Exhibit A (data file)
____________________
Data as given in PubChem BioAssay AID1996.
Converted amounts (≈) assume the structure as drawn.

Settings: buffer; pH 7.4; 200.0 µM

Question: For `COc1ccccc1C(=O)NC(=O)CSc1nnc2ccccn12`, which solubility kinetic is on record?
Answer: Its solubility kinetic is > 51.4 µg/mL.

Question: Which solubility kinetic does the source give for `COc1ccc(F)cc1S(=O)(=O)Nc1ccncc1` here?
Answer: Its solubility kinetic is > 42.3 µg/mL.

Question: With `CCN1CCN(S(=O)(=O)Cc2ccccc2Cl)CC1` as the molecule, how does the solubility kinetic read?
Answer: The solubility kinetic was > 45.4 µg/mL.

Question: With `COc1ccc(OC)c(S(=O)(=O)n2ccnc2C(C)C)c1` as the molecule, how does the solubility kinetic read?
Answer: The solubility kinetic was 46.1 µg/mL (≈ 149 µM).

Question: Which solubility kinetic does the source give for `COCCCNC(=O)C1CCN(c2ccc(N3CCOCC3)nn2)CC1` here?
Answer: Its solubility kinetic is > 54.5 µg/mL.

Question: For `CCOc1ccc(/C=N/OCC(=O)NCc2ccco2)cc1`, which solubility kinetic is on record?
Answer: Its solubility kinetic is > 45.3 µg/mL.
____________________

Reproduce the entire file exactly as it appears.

Data as given in PubChem BioAssay AID1996.
Converted amounts (≈) assume the structure as drawn.

Settings: buffer; pH 7.4; 200.0 µM

Question: For `COc1ccccc1C(=O)NC(=O)CSc1nnc2ccccn12`, which solubility kinetic is on record?
Answer: Its solubility kinetic is > 51.4 µg/mL.

Question: Which solubility kinetic does the source give for `COc1ccc(F)cc1S(=O)(=O)Nc1ccncc1` here?
Answer: Its solubility kinetic is > 42.3 µg/mL.

Question: With `CCN1CCN(S(=O)(=O)Cc2ccccc2Cl)CC1` as the molecule, how does the solubility kinetic read?
Answer: The solubility kinetic was > 45.4 µg/mL.

Question: With `COc1ccc(OC)c(S(=O)(=O)n2ccnc2C(C)C)c1` as the molecule, how does the solubility kinetic read?
Answer: The solubility kinetic was 46.1 µg/mL (≈ 149 µM).

Question: Which solubility kinetic does the source give for `COCCCNC(=O)C1CCN(c2ccc(N3CCOCC3)nn2)CC1` here?
Answer: Its solubility kinetic is > 54.5 µg/mL.

Question: For `CCOc1ccc(/C=N/OCC(=O)NCc2ccco2)cc1`, which solubility kinetic is on record?
Answer: Its solubility kinetic is > 45.3 µg/mL.